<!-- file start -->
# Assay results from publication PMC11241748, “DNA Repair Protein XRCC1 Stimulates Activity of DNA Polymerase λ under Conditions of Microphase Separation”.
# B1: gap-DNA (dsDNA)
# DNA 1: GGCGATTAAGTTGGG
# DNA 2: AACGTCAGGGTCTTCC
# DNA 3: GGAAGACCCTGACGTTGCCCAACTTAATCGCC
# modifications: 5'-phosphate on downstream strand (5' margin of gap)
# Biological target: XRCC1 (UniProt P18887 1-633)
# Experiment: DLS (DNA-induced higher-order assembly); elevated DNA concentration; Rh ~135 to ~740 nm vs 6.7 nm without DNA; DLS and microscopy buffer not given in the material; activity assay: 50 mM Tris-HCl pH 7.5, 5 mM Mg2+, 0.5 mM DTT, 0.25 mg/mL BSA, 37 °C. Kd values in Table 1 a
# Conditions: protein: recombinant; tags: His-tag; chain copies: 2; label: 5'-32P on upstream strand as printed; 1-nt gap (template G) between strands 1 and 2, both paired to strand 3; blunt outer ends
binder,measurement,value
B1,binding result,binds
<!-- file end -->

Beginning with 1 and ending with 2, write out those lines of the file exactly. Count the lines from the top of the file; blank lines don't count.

# Assay results from publication PMC11241748, “DNA Repair Protein XRCC1 Stimulates Activity of DNA Polymerase λ under Conditions of Microphase Separation”.
# B1: gap-DNA (dsDNA)